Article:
911 staffing shortage a danger to public safety
The call center that manages Flathead County’s initial response to public emergencies is facing an emergency of its own.
An ongoing employee shortage that has dragged on for years at the 911 Dispatch Center has led to widespread worker burnout, which in turn is feeding the department’s inability to adequately staff the 24-hour call center.
Today’s front page story by Daily Inter Lake reporter Jeremy Weber details the challenges and working conditions local dispatchers are facing within an already stress-filled work environment. Eighty-hour work weeks or stretches of 20 or more days without a day off aren’t unheard of — with no meaningful relief in sight.
Dispatchers who spoke with the Inter Lake admit that the demands to keep up are taking a toll on their ability to meet industry standards.
“The work is getting done, but it is getting done by people who are exhausted,” one dispatcher conceded. “It’s only a matter of time until that leads to mistakes.”
And that’s the red flag everyone in the county should be concerned about. The people taking your 911 calls are burning the candle at both ends, yet they’re still expected to maintain critical decision-making skills to get the resources to the scene as efficiently as possible.
“Dispatchers are our lifeline,” Flathead County Sheriff Brian Heino said. “Any time that is affected, it definitely is a concern for us.”
Dispatch Center director Elizabeth Brooks assured that the department is doing all it can to maintain staffing, but even she admits it’s an uphill battle given the hiring climate that’s also affecting the Sheriff’s Office and detention center.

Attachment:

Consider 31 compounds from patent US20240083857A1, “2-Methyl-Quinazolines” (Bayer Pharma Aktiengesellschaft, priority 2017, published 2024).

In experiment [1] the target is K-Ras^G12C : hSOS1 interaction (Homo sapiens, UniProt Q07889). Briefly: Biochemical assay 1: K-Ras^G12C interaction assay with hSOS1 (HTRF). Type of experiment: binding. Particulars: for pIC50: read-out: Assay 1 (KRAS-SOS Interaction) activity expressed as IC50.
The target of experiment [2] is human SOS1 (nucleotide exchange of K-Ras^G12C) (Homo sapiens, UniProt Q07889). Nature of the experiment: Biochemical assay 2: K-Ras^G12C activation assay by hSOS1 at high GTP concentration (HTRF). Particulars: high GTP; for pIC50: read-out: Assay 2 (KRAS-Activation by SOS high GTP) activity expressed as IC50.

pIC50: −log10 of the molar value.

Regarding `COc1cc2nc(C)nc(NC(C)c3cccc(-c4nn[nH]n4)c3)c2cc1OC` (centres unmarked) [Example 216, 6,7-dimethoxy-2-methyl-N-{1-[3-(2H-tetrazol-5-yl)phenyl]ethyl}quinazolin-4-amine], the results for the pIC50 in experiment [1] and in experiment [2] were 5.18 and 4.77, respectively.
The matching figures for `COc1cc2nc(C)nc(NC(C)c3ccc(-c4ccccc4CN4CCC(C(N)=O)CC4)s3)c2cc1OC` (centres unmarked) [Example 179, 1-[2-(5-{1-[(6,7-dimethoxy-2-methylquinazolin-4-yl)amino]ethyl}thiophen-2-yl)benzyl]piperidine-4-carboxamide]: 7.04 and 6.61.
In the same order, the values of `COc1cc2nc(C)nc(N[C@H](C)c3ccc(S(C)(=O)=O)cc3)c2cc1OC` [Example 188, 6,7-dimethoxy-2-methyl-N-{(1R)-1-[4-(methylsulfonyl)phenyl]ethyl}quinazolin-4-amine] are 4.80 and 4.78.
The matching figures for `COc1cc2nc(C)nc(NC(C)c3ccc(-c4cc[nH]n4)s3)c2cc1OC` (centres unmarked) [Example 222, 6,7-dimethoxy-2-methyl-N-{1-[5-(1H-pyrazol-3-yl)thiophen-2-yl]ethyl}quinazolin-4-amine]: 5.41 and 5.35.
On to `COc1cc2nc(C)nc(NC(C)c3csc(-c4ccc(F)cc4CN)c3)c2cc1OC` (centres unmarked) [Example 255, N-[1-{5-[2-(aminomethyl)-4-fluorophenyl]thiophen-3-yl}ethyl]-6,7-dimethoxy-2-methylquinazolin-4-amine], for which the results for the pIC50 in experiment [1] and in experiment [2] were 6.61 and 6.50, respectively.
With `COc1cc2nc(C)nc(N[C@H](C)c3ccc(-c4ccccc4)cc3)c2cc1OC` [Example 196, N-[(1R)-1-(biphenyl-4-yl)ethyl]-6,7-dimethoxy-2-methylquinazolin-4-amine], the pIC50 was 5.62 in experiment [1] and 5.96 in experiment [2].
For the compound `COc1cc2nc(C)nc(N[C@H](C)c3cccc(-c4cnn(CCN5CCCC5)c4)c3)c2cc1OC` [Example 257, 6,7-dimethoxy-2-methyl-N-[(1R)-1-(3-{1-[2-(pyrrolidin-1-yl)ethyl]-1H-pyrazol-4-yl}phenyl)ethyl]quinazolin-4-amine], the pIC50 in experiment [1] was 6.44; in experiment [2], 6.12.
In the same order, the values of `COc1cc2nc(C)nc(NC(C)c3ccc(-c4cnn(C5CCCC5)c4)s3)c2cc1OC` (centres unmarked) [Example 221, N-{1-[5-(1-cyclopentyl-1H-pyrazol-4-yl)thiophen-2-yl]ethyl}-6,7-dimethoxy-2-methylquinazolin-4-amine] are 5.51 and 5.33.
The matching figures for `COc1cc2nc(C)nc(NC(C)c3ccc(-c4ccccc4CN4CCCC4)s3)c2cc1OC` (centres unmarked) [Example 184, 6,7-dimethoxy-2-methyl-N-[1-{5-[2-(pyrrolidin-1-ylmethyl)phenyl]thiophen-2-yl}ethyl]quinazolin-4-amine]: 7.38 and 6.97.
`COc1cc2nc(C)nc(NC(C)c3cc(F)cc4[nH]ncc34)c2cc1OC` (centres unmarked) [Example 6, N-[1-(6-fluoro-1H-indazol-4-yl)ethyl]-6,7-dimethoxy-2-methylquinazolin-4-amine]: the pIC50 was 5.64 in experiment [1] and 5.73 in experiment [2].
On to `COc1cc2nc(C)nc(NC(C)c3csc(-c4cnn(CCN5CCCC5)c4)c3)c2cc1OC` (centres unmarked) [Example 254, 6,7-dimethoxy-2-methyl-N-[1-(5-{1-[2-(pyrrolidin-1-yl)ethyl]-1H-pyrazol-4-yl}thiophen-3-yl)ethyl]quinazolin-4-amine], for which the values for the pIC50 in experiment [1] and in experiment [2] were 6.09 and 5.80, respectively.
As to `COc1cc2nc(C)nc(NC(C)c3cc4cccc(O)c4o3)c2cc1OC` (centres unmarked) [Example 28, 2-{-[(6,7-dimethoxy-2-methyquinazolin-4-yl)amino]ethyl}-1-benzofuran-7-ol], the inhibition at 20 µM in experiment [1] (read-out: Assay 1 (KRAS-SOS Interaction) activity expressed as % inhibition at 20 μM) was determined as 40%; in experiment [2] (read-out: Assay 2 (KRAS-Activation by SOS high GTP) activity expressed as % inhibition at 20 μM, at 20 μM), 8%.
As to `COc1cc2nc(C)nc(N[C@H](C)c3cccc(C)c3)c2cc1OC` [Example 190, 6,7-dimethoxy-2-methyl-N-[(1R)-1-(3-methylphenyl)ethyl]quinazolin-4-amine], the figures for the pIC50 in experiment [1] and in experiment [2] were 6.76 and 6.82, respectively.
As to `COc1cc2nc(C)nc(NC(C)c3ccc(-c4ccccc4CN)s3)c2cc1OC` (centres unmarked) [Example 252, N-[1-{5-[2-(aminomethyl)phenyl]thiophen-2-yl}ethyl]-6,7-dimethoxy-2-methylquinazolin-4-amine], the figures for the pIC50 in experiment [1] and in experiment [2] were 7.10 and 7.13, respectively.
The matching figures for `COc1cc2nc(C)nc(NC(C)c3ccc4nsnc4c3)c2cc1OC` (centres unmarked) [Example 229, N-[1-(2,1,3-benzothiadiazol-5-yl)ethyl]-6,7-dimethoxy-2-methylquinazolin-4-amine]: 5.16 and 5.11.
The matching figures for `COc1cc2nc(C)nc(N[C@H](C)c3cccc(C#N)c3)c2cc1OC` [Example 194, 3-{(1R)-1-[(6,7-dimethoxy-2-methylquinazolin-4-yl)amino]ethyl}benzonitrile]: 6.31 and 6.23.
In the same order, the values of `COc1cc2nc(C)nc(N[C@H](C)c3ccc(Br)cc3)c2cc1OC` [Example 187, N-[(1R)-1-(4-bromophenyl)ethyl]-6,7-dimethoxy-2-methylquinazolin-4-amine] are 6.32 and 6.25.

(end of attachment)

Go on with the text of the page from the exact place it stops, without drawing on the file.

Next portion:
“The 911 industry has always had challenges finding the right people and people that can do the job,” Brooks said. “It’s not for everyone and it takes a special person to be able to do it.”
Still, the dispatchers who spoke to the Inter Lake suggest more should, and can, be done to right the ship.
“They have made a lot of promises, but they never seem to materialize,” one said.
Pay is one area that could be improved — Flathead County’s starting wage for dispatchers lags behind Gallatin and Missoula counties — but county commissioners need to look deeper. What more can be done to overcome recruitment blockades and improve retention rates?
We’re at least encouraged by Commissioner Brad Abell’s comments that he recognizes the stress county dispatchers are under and the seriousness of the issue.
“We have to worry about mistakes that can affect people’s safety,” he rightly noted.
“It is something we need to get solved.”
Fixing the 911 Center staffing crisis has to be a priority. Letting the burnout continue is a recipe for tragedy.